A CAA would cover the phases of BPXA's seismic survey planned to occur in July and August and if required after the whaling season or as agreed to in a CAA with the respective communities. The purpose of this plan will be to Start Printed Page 24249identify measures that will be taken to minimize any adverse effects on the availability of marine mammals for subsistence uses and to ensure good communication between BPXA (including the seismic team leads), native communities along the coast, and subsistence hunters at sea.
The proposed POC may address the following: (1) operational agreement and communications procedures; (2) where/when agreement becomes effective; (3) general communications scheme; (4) on-board Inupiat observer; (5) conflict avoidance; (6) seasonally sensitive areas; (7) vessel navigation; (8) marine mammal monitoring activities; (9) measures to avoid impacts to marine mammals; (10) measures to avoid conflicts in areas of active whaling; (11) emergency assistance; and (12) dispute resolution process.
It should be noted that NMFS must make a determination under the MMPA that an activity would not have an unmitigable adverse impact on the subsistence needs for marine mammals. While this includes usage of both cetaceans and pinnipeds, the primary impact by seismic activities is expected to be impacts from noise on bowhead whales during its westward fall feeding and migration period in the Beaufort Sea. NMFS has defined unmitigable adverse impact as an impact resulting from the specified activity: (1) That is likely to reduce the availability of the species to a level insufficient for a harvest to meet subsistence needs by: (i) causing the marine mammals to abandon or avoid hunting areas, (ii) directly displacing subsistence users, or (iii) placing physical barriers between the marine mammals and the subsistence hunters; and (2) That cannot be sufficiently mitigated by other measures to increase the availability of marine mammals to allow subsistence needs to be met (50 CFR 216.103).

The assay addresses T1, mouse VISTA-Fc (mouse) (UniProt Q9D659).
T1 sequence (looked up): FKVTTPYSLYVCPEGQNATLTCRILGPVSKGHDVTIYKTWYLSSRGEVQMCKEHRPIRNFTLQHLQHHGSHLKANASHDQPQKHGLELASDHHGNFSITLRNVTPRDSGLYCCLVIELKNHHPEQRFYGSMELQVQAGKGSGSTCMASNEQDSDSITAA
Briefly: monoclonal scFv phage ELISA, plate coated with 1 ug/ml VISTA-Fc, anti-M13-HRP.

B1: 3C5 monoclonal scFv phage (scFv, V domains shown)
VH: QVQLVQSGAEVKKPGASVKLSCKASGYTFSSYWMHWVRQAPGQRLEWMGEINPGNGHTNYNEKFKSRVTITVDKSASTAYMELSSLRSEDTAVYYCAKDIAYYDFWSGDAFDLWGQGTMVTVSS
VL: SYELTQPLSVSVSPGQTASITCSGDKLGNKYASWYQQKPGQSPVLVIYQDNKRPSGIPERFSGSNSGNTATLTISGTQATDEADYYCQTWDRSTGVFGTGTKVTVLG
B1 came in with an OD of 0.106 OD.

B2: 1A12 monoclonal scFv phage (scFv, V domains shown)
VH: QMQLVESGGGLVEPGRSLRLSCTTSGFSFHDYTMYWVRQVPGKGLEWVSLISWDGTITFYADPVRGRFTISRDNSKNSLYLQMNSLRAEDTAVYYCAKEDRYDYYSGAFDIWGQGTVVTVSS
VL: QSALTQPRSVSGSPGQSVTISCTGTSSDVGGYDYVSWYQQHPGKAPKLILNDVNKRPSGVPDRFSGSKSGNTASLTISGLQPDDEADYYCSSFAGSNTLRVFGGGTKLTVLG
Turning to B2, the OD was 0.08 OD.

However, while a signed CAA allows NMFS to make a determination that the activity will not have an unmitigable adverse impact on the subsistence use of marine mammals, if one or both parties fail to sign the CAA, then NMFS will make the determination that the activity will or will not have an unmitigable adverse impact on subsistence uses of marine mammals. This determination may require that the IHA contain additional mitigation measures in order for this decision to be made.
Proposed Mitigation Measures
The introduction of pulsed sounds generated by seismic airguns is the main source of potential impacts on marine mammal species and the focus of this request. The response of the animal depends on various factors, but short-term behavioral responses are the most likely to occur. No serious or lethal injuries are expected. Implementation of the proposed mitigation measures described below will reduce the potential impacts to marine mammals. This section describes the measures that have been included in the survey design and those that are proposed to be implemented during the survey.